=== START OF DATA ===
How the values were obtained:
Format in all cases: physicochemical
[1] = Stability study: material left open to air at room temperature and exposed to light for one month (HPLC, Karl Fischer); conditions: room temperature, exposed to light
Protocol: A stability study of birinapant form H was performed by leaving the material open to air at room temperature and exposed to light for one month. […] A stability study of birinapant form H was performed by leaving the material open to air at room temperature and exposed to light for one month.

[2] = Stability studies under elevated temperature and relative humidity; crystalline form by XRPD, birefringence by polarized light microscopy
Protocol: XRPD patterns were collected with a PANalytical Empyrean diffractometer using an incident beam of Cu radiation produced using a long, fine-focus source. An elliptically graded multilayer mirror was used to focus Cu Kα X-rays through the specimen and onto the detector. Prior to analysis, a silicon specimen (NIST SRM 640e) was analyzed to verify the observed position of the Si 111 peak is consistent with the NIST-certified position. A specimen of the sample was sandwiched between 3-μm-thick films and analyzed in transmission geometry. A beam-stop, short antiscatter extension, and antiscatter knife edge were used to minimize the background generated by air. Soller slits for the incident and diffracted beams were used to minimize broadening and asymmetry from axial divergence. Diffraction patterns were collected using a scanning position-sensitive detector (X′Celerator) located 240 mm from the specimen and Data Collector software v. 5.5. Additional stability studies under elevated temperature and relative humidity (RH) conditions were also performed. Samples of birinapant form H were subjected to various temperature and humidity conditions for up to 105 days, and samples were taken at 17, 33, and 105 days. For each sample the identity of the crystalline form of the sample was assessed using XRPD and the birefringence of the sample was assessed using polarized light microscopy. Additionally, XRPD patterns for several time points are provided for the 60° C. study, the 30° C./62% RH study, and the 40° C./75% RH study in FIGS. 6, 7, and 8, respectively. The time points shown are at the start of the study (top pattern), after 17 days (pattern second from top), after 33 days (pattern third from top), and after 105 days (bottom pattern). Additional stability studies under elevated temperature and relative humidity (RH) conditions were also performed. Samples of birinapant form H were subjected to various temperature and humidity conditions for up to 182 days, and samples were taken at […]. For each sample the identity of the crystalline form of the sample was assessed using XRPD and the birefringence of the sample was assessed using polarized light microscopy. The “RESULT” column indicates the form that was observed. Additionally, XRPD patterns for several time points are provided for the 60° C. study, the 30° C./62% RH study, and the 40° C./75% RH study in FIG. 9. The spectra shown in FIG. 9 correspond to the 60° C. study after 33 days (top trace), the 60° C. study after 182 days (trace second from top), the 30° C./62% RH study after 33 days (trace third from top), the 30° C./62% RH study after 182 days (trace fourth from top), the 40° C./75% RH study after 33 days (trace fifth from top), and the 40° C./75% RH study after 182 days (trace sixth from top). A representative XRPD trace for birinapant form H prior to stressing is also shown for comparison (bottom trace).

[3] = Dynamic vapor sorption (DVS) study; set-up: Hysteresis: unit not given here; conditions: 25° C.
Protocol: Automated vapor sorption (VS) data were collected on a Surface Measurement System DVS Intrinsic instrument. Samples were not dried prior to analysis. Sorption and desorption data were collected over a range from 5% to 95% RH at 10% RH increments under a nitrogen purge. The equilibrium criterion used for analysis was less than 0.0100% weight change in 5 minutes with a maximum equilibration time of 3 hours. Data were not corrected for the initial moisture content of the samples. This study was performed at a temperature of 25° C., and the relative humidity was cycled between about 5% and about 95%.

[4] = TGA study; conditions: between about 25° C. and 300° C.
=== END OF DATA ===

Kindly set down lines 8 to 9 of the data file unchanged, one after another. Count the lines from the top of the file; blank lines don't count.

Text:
Protocol: Automated vapor sorption (VS) data were collected on a Surface Measurement System DVS Intrinsic instrument. Samples were not dried prior to analysis. Sorption and desorption data were collected over a range from 5% to 95% RH at 10% RH increments under a nitrogen purge. The equilibrium criterion used for analysis was less than 0.0100% weight change in 5 minutes with a maximum equilibration time of 3 hours. Data were not corrected for the initial moisture content of the samples. This study was performed at a temperature of 25° C., and the relative humidity was cycled between about 5% and about 95%.

[4] = TGA study; conditions: between about 25° C. and 300° C.